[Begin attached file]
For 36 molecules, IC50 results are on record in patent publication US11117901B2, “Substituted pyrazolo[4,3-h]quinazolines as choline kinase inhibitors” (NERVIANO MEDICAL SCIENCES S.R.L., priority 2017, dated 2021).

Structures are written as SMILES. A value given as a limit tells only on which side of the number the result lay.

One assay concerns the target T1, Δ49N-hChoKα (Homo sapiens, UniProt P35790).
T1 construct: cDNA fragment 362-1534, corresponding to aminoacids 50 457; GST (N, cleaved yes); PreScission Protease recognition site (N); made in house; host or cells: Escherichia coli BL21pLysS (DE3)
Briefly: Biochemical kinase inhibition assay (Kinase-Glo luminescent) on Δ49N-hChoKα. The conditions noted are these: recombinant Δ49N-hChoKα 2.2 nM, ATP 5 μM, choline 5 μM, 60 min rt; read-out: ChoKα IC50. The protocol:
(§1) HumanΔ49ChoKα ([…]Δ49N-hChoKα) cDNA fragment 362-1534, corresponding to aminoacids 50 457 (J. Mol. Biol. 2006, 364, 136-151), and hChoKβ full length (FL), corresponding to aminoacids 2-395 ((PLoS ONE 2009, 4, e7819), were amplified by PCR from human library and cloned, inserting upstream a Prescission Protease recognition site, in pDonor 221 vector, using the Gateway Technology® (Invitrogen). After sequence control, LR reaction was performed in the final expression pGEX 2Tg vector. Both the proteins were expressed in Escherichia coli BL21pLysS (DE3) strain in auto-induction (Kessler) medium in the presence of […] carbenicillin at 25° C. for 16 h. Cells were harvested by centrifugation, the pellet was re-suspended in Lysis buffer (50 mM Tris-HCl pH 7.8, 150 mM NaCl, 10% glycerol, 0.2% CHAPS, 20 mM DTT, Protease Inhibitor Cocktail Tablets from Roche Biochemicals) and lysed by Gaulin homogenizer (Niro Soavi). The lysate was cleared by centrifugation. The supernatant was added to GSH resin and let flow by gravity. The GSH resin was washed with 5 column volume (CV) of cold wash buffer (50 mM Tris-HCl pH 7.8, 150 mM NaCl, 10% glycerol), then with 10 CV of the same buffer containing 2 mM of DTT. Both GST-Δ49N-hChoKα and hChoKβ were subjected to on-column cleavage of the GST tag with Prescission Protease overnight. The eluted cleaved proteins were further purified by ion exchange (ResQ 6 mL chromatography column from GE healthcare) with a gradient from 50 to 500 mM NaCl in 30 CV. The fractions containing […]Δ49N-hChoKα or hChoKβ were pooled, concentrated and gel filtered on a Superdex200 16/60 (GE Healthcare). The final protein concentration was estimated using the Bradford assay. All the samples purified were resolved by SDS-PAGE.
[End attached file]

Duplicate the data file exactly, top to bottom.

For 36 molecules, IC50 results are on record in patent publication US11117901B2, “Substituted pyrazolo[4,3-h]quinazolines as choline kinase inhibitors” (NERVIANO MEDICAL SCIENCES S.R.L., priority 2017, dated 2021).

Structures are written as SMILES. A value given as a limit tells only on which side of the number the result lay.

One assay concerns the target T1, Δ49N-hChoKα (Homo sapiens, UniProt P35790).
T1 construct: cDNA fragment 362-1534, corresponding to aminoacids 50 457; GST (N, cleaved yes); PreScission Protease recognition site (N); made in house; host or cells: Escherichia coli BL21pLysS (DE3)
Briefly: Biochemical kinase inhibition assay (Kinase-Glo luminescent) on Δ49N-hChoKα. The conditions noted are these: recombinant Δ49N-hChoKα 2.2 nM, ATP 5 μM, choline 5 μM, 60 min rt; read-out: ChoKα IC50. The protocol:
(§1) HumanΔ49ChoKα ([…]Δ49N-hChoKα) cDNA fragment 362-1534, corresponding to aminoacids 50 457 (J. Mol. Biol. 2006, 364, 136-151), and hChoKβ full length (FL), corresponding to aminoacids 2-395 ((PLoS ONE 2009, 4, e7819), were amplified by PCR from human library and cloned, inserting upstream a Prescission Protease recognition site, in pDonor 221 vector, using the Gateway Technology® (Invitrogen). After sequence control, LR reaction was performed in the final expression pGEX 2Tg vector. Both the proteins were expressed in Escherichia coli BL21pLysS (DE3) strain in auto-induction (Kessler) medium in the presence of […] carbenicillin at 25° C. for 16 h. Cells were harvested by centrifugation, the pellet was re-suspended in Lysis buffer (50 mM Tris-HCl pH 7.8, 150 mM NaCl, 10% glycerol, 0.2% CHAPS, 20 mM DTT, Protease Inhibitor Cocktail Tablets from Roche Biochemicals) and lysed by Gaulin homogenizer (Niro Soavi). The lysate was cleared by centrifugation. The supernatant was added to GSH resin and let flow by gravity. The GSH resin was washed with 5 column volume (CV) of cold wash buffer (50 mM Tris-HCl pH 7.8, 150 mM NaCl, 10% glycerol), then with 10 CV of the same buffer containing 2 mM of DTT. Both GST-Δ49N-hChoKα and hChoKβ were subjected to on-column cleavage of the GST tag with Prescission Protease overnight. The eluted cleaved proteins were further purified by ion exchange (ResQ 6 mL chromatography column from GE healthcare) with a gradient from 50 to 500 mM NaCl in 30 CV. The fractions containing […]Δ49N-hChoKα or hChoKβ were pooled, concentrated and gel filtered on a Superdex200 16/60 (GE Healthcare). The final protein concentration was estimated using the Bradford assay. All the samples purified were resolved by SDS-PAGE.